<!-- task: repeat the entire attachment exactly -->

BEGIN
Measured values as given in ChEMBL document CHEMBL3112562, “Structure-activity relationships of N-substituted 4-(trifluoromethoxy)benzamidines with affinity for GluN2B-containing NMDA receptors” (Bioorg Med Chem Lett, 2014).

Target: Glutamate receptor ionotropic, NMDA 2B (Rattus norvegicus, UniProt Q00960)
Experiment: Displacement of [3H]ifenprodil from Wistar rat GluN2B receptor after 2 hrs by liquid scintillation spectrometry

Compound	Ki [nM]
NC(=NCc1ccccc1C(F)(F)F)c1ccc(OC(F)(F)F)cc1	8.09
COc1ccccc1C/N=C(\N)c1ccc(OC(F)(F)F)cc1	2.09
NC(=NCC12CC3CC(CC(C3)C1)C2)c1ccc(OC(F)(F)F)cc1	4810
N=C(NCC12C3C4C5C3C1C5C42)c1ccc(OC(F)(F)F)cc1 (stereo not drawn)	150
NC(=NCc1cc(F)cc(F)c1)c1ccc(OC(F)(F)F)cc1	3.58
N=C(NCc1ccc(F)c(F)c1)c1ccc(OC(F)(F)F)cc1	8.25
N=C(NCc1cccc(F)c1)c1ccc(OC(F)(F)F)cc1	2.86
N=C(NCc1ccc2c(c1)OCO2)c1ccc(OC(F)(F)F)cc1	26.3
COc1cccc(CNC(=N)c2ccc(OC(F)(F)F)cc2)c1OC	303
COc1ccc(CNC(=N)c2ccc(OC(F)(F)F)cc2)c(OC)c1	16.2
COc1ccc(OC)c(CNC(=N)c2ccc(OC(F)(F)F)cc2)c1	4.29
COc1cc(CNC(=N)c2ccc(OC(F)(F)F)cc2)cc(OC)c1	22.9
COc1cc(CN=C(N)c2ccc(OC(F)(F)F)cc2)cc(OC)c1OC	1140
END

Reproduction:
Measured values as given in ChEMBL document CHEMBL3112562, “Structure-activity relationships of N-substituted 4-(trifluoromethoxy)benzamidines with affinity for GluN2B-containing NMDA receptors” (Bioorg Med Chem Lett, 2014).

Target: Glutamate receptor ionotropic, NMDA 2B (Rattus norvegicus, UniProt Q00960)
Experiment: Displacement of [3H]ifenprodil from Wistar rat GluN2B receptor after 2 hrs by liquid scintillation spectrometry

Compound	Ki [nM]
NC(=NCc1ccccc1C(F)(F)F)c1ccc(OC(F)(F)F)cc1	8.09
COc1ccccc1C/N=C(\N)c1ccc(OC(F)(F)F)cc1	2.09
NC(=NCC12CC3CC(CC(C3)C1)C2)c1ccc(OC(F)(F)F)cc1	4810
N=C(NCC12C3C4C5C3C1C5C42)c1ccc(OC(F)(F)F)cc1 (stereo not drawn)	150
NC(=NCc1cc(F)cc(F)c1)c1ccc(OC(F)(F)F)cc1	3.58
N=C(NCc1ccc(F)c(F)c1)c1ccc(OC(F)(F)F)cc1	8.25
N=C(NCc1cccc(F)c1)c1ccc(OC(F)(F)F)cc1	2.86
N=C(NCc1ccc2c(c1)OCO2)c1ccc(OC(F)(F)F)cc1	26.3
COc1cccc(CNC(=N)c2ccc(OC(F)(F)F)cc2)c1OC	303
COc1ccc(CNC(=N)c2ccc(OC(F)(F)F)cc2)c(OC)c1	16.2
COc1ccc(OC)c(CNC(=N)c2ccc(OC(F)(F)F)cc2)c1	4.29
COc1cc(CNC(=N)c2ccc(OC(F)(F)F)cc2)cc(OC)c1	22.9
COc1cc(CN=C(N)c2ccc(OC(F)(F)F)cc2)cc(OC)c1OC	1140